There was another problem. I had spent a decade on the Blackfeet Reservation and then a half-decade as an animal control officer in Portland, Oregon. I saw life in very intense chiaroscuro terms, slammed up against death and despair. But my context at seminary was middle class, mainstream, and bourgeois. They “had compassion” towards people who lived in Third World conditions -- they just didn’t know them. To them worship was a Sunday morning harmonious “nice” event, a place of safety and reassurance. I wanted to think about cannibalism, ordeals, weird New Guinea ceremonies, and insanity. To my guides, those were disorderly, to be resisted. Even disgraceful. When I said “sex,” they said, “Our time is up now.”
The thinker I needed was Thomas Moore, whom I didn’t come to know until later at a conference in Bozeman, Montana, while circuit-riding there in the Eighties, though I don’t think he was yet quite at the point where our interests converged. In his book “Dark Eros” he made “an exploration of sado-masochism in everyday life and culture through a positive reading of the Marquis de Sade. . . .It’s purpose is to deepen our understanding and appreciation for the dark side of life.” Moore is a James Hillman school Jungian with strains of Asian thought. This puts him in harmony with my penchant for Eliade and Campbell. Despite using his therapist’s license to go dangerous places, Moore is still “nice” in the public mind. It takes someone like Geoff Mains to put a person right up against the extreme. Your library probably won’t have his books.
Baptism, communion, reconciliation, confirmation, marriage, ordination, and Last Rites are the traditional Roman Catholic sacraments and are or should be on the level I’m talking about: life-changing, requiring commitment, acceptance of moral terms. They’ve lost a lot of their punch, partly maybe because they’ve been so effectively claimed by the counter-sacral, the Satanic as developed and expressed in so many music videos. Secular legal enforcement of these steps has changed. If the sacraments could be restored to meaning, we probably need additional sacraments of divorce, defrocking, and leaving combat that are equally intense.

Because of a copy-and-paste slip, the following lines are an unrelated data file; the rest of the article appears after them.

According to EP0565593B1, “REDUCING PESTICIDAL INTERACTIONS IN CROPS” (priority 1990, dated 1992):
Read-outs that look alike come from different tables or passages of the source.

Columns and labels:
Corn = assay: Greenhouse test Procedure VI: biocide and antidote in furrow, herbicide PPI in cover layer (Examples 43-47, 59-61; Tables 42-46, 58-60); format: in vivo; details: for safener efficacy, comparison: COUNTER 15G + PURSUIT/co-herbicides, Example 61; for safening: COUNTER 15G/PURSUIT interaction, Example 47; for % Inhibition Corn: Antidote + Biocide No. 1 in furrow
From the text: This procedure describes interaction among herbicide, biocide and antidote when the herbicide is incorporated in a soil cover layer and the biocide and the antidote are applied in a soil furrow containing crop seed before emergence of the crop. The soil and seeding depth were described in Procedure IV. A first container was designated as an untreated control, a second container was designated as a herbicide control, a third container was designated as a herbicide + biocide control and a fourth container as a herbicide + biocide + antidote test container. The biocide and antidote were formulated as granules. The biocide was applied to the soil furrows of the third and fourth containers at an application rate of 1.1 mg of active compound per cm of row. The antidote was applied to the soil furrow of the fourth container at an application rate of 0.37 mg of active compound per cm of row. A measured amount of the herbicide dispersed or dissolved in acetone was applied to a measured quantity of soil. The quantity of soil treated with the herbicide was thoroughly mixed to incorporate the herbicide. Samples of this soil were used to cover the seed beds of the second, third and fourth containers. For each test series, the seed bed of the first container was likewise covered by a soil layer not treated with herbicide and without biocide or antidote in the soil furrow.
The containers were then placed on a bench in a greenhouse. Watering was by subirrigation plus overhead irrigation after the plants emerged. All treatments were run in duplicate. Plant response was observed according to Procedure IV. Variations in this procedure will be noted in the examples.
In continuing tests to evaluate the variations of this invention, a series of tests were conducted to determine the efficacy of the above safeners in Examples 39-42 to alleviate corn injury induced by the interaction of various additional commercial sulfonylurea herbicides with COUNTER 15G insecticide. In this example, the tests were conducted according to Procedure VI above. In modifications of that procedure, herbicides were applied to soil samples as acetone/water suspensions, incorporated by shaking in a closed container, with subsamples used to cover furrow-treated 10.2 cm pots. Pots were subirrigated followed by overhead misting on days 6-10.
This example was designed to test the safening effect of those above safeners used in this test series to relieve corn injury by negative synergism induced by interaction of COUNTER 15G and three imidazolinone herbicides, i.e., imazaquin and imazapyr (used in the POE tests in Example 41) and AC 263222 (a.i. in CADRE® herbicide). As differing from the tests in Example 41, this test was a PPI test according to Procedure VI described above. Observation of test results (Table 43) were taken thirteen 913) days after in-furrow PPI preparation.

More than that, the sacraments have lost their connections to the inner molten core of life. We are control freaks, we stay on schedule and on our diets, we don’t like change or risk. We don’t like to be different. All our drama is for watching, not participating. Everything is calculated monetarily.
These are the categories I’m considering at present: liturgies that focus on
COMMUNITY: with persons gathered in a unity of purpose: sharing, rejoining, emerging, changing context, world making, in-gathering, releasing.
GUIDED: therapeutic, learning. shamanic, intimate confrontation
DEVOTION: by a person alone: reconciliation, reunification, empowerment, healing, grief, creation, transformation.
SOLITARY, in extremis: theology of the void, uncaring, despair, anomie, entrapment, loss of boundaries, substance or trauma effects, madness, death. Or the positive: ecstasy, fusion, transcendence.
It is these deep-brain concepts -- as much sub- or un-conscious as conscious, much less articulated in words -- that give rise to deep structures of religious experience that are managed by the shifting of consciousness through the use of sensory material culture. The task of the liturgist then is to find the cultural concepts that can express the elements of these states, and then the derived sensory experiences (words, music, art, etc.) that will carry the structure into meaning for the persons involved.